A two hour workshop with faculty staff from Wesleyan University examining the potential of failure.
A Speculative Queer-y-ing of Failure
Starting with Jack Halberstam’s (1998) assertion that success in a heteronormative capitalist society equates to specific forms of reproductive maturity and wealth accumulation, in this workshop we will explore the possibility of failure, getting lost, breaking, mis-using and un-becoming to think its speculative possibilities in education. Given the ways failure is often understood, for example, in training, or rote-learning, where failure is associated with, well, failure… We will attempt to ‘stay with the trouble’ (Haraway, 2016) of past failures, and make tentative steps to shift and re-evaluate what failure might be. We will not try to fix these failures, but seek other ways to notice and tune into them.
Please bring a memory of a failure with you (or several, if you like).
The interest in failure came about from my PhD research, where I have been designing and deploying research ’devices’ in European migration routes. Specifically, the idea of failure, and my focus on failure came about by analysing the deployment of a tandem bicycle in the Jungle camp, Calais. The bicycle was equipped with audio and video equipment and was designed to be a kind of interview machine — to elicit conversation and responses from the camps residents — in order for them to show us their own ‘version’ of the camp, as opposed to one we usually find in typical media channels.
Of course, the device, didn’t really work out how we intended it to, and ultimately, the tandem failed to assemble the things we wanted — like stories, audio and video content — legible data, that we could use as researchers. Instead, the process of image making and data collection was rejected. However, it did do lots of other things. And though our intentions failed, this didn’t necessarily mean the research project had failed — instead, I found I needed to tune my awareness to the device differently, and see the other things it did that weren’t planned. Mike Michael gives a lovely example of a seeming failure, where during an interview he was conducting a cat began to play with his tape recorder, and ultimately ruined the interview data. Seeing this as a failure, writes off the event and we never talk about it again. But by analysing it through a slightly different lens, we can see that it raises important questions about non-human agency in research events — and perhaps offers us ways to listen to, and conduct research with animals?
This is quite uncomfortable for designers (and of course students) — where typically, design is used to provide structure to something or someplace — it is to designate, layout, and so on. And for students, spending thousands of pounds on an education, I have been asked several times, to “tell the secret for how to do this course successfully”. The designers are supposed to be experts that know what they are doing! Of course we don’t! And arguably, the problem for design is that too often we’re focused on really trying to make things a success, thereby ignoring and stigmatising what it might mean for something to fail, and the interesting stuff this might tell us. We like to keep the things we design in highly controlled circumstances, we like to blame the ‘user’ for failures… (obviously you didn’t read the instructions)… we attach things like skate-stoppers to benches, or put fences around desire-lines… so that they cannot be mis-used, so that they cannot prove our so-called failures.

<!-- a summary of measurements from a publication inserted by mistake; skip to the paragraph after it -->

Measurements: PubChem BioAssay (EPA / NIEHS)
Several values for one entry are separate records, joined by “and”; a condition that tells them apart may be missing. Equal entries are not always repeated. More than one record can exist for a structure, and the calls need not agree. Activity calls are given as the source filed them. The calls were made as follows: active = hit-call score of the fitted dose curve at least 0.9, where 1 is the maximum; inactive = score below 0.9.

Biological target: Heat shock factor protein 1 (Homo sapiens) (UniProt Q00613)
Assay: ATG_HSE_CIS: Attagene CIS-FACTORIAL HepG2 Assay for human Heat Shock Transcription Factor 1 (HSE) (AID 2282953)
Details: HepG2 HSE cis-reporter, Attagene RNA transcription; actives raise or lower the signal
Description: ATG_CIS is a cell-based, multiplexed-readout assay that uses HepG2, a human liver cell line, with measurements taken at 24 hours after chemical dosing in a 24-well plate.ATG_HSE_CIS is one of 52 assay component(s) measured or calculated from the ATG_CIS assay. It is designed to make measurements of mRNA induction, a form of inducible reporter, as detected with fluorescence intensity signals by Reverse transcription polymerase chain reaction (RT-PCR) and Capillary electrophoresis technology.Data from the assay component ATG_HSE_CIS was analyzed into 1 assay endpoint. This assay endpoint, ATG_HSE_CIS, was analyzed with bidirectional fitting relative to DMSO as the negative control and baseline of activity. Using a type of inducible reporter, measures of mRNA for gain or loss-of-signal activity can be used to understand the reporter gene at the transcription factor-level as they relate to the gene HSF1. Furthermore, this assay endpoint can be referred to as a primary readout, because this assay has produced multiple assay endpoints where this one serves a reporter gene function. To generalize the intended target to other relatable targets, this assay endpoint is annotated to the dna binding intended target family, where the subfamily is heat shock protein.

But, drawing on queer theory, Jack Halberstam helps me to think about failure differently — instead, they argue that failing, losing, forgetting, unmaking, undoing, unbecoming, not knowing, may in fact offer more creative, more cooperative, more surprising ways of being in the world. And, that it provides the opportunity to poke holes in the “toxic positivity of contemporary life”. I find this last bit especially pertinent in the context of education, whereby there is this ongoing creep of marketisation, neo-liberalisation, and a focus on what can be successfully measured and instrumentalised.
In the booths describe a past failure that comes to mind (this can be in research, academia, or any other walk of life). Your partners job is to record this story by writing, drawing, or any other means.
SWAP with somebody else.
3:30 NOMINATE & SCREENPLAY
(Self) nominate 1 or 2 stories.
Turn the story into a ‘screenplay’ in groups. Account for other humans and non-humans.
3:50 INVITE A NEW INTERPRETER
Invite some other observer or analyst to watch the failure, and give them a set of instructions. Their job is not to fix the situation, or make it better, but to look at it and seek to understand it, develop it, or turn it into something else.
Possible characters could be: A poet, impersonator, investigative journalist, forensics team, psychoanalyst, toddler, court artist, sculptor, theatre director, dancer (and so on).
4:00 REPLAY THE FAILURE
During the re-enactment we will ask the other group to be the new interpreter and to generate some kind of output.